Trauma nurses, also known as emergency nurses, are nursing professionals who specialize in caring for patients who have suffered from an acute injury or illness and who may be in critical condition. These nurses can be found working in emergency rooms, intensive care units (ICUs), and trauma centers. They deal with trauma cases including motor vehicle accidents, gunshot wounds, head injuries, and injuries from assault.
Trauma nurses work wherever patients with critical conditions are treated. Common workplace environments include:
Trauma nurses must deal with life-and-death situations regularly, and therefore hold a large amount of responsibility. Becoming a trauma nurse will take a mixture of nursing education, clinical experience, and the desire to enter the fast-paced, sometimes stressful world of caring for trauma patients. Many trauma nurses get a sense of fulfillment and pride from caring for these critical patients.
Like many jobs, those with higher degrees generally have more opportunities for career advancement. Trauma nurses, at the very least, should have earned their associate's degree in nursing (ADN). However, those who have earned their Bachelor's in Nursing Science (BSN) will find themselves more desirable to potential employers. After becoming licensed as an RN, nurses will need to gain some experience in the field of emergency nursing and enroll in a certain number of hours of continuing education in trauma nursing before they are awarded a certification as a Trauma Certified Registered Nurse (TCRN).
Like other nursing specialties inside of the United States, trauma nurses must first become licensed as registered nurses (RNs) before they're certified in critical care as trauma nurses. Due to the fast-paced and critical nature of this specialty, a BSN or higher may be required or preferred.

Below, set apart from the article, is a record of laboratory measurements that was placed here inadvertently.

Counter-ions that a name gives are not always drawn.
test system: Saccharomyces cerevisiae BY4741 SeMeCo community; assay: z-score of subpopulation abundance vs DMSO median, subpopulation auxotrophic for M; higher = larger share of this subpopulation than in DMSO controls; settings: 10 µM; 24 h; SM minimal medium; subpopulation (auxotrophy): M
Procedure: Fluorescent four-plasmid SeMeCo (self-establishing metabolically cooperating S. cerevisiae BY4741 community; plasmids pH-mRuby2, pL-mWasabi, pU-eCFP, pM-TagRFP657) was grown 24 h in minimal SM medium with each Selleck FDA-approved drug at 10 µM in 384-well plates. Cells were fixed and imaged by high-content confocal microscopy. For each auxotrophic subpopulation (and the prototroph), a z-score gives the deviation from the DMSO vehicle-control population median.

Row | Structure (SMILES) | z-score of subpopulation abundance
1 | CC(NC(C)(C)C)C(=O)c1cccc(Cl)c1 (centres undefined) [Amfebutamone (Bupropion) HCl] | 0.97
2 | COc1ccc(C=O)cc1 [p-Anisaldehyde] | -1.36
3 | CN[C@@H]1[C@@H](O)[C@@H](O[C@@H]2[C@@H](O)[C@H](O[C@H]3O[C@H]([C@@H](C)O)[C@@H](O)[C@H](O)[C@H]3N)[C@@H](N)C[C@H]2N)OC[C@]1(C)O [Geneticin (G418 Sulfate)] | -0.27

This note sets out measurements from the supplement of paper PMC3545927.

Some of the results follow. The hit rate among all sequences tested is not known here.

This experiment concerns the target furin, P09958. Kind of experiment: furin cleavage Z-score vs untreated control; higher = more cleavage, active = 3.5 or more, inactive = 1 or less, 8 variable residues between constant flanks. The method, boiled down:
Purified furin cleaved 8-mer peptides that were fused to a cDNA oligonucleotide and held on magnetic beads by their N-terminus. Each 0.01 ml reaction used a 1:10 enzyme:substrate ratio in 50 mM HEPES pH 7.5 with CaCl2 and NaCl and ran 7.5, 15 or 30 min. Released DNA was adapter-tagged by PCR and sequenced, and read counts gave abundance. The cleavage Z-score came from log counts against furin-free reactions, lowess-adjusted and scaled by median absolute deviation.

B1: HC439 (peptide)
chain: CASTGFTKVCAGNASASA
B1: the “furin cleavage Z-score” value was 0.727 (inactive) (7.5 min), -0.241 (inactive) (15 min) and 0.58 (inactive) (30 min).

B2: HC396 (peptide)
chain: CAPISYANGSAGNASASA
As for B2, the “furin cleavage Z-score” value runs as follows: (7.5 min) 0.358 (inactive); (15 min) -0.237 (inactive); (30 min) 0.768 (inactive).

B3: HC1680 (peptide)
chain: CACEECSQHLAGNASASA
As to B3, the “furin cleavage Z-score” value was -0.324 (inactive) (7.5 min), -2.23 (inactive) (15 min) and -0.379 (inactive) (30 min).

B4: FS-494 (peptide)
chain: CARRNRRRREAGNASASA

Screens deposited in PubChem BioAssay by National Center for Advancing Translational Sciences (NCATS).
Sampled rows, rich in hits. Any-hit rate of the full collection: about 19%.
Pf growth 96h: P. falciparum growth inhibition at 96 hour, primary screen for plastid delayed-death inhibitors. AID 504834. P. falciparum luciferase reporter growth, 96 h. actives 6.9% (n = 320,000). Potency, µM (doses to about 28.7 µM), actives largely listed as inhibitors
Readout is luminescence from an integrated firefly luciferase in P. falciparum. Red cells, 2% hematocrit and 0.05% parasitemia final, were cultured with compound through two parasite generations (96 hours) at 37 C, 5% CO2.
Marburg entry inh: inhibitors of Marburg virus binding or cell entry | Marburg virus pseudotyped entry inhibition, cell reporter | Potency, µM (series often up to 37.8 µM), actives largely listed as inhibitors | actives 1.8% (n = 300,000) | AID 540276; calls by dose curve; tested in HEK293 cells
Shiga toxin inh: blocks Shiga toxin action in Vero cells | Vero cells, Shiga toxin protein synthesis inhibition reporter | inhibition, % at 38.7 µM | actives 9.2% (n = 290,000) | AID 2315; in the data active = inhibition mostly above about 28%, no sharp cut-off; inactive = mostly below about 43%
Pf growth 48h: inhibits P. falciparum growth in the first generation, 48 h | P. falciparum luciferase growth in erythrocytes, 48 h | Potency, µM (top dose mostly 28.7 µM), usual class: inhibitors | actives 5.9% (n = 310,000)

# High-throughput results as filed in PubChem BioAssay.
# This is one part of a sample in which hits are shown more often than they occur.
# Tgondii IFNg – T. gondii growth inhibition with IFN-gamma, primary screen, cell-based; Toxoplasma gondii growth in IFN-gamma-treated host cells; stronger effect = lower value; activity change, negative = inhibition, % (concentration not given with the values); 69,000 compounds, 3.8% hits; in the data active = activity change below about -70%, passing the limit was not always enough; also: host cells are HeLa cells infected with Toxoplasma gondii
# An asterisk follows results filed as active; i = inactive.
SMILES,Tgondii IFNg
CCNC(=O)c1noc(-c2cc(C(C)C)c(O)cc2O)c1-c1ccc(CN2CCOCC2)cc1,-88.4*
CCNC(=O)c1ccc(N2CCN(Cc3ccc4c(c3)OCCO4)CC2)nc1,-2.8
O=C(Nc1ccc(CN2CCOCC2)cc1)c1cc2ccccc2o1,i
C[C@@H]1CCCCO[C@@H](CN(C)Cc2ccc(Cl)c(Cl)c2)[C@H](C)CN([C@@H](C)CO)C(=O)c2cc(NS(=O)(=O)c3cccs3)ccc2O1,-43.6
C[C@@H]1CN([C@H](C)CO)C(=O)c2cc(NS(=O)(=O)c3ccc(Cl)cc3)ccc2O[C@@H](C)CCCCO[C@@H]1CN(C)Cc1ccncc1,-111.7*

Common credentials and/or certifications of a trauma nurse include:
Additional certifications and training courses for trauma nurses:
For more information on the certification process for Trauma Certified Registered Nurses (TCRN) through the Board of Certification for Emergency Nursing (BCEN), visit the BCEN website.
Because it takes a unique set of skills to be a successful trauma nurse, most TCRNs will not have any difficulty finding employment in the field.
As reported by PayScale, trauma nurses earn annual salaries of around $63,575 depending on the specific organization that they work for. Salaries will vary widely and will depend on whether the trauma nurse works as a staff nurse, nurse manager, nurse supervisor, or emergency room director. Other factors which determine how much a TCRN makes is the city or state that they're working in and the degrees and certifications that they hold. The benefits that TCRNs will receive will also depend on their employer. Most TCRNs who are employed full-time will receive comprehensive medical, dental, vision, and prescription insurance coverage along with some paid time off each year.